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TiggerBear
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Re: Hobbit Hole

Yes, it is a fascinating subject - and not that long ago, so little was known about it.
The theory had been around, of course, but had remained unaccepted right up into the 1960s.
We have somewhere around here a Time/Life Book ( published circa 1962 ) - "The Earth", which mentions the Continental Drift Theory, but then dismisses the entire idea as faintly ridiculous. After all, what Force of Nature could be powerful enough to push entire continents around? ---
By the end of the decade, the theory was beginning to gain more recognition. Since then, there has been this explosion of knowledge about this. Before that, except for the rising and falling of oceans and "inland seas", it was assumed that all the continents had been existing in much the same status they are in today, over millions and millions of years... Ardo
--------------------------------------------------------------------------------
Not that long ago, but well within the span of my lifetime.
Its good to know Tolkien knew about it if only casually. Makes me wonder if Howard was reading up on it too.
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Re: Hobbit Hole

It would certainly seem very plausible that Howard had studied up on Wegener's theories - and it looks like the scientists ( in turn ) must have been "studying up" on Howard, themselves ---
This is from the UC Berkeley Paleontology Department:
[  Cimmerian terranes - n. An archipelago of small landmasses that developed in tropical and subtropical lattitudes on the eastern side of Pangea during the Triassic ( period of 248-206 million years ago )- blocks that comprised it include modern Turkey, Iran, Afghaniastan, Tibet and Malaysia; also called Cimmeria. ]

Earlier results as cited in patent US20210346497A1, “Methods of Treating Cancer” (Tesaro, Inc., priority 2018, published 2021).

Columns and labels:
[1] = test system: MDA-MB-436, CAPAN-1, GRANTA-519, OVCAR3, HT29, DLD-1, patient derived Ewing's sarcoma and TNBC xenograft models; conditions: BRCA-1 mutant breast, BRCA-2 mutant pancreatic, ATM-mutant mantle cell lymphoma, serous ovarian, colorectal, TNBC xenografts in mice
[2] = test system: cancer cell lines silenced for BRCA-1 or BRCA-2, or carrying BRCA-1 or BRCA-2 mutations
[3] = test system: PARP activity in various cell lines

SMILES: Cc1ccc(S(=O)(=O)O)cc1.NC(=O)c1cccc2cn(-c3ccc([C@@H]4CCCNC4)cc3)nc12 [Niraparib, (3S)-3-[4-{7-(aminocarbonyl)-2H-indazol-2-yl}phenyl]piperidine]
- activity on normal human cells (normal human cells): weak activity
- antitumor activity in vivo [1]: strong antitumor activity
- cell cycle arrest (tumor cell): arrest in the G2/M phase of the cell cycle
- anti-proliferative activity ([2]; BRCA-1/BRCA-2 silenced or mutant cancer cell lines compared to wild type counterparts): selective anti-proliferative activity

I would assume this was named in an homage to Mr. Howard and his Fantasy Novels...           Ardo
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Re: Hobbit Hole

It's hard to say. An excellently informed writer for a man with only a high school education.
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Dagor
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Re: Continental Drift in Middle-earth

Hi Fan! Thanks!

Hmm, #169 is, I agree, a bit vague, not the text I think I recall, but #169 still stands as evidence that JRRT was concerned with getting his own maps "right," in terms of agreement with the latest interpretations of geological reality. I am paging through all the Letters now, finding again all sorts of interesting stuff, but so far, not the quote I recall... Wondering now if it was from some note of Chris T's, or even in a book like Fonstad's "Atlas of Middle-earth?" I'll keep searching.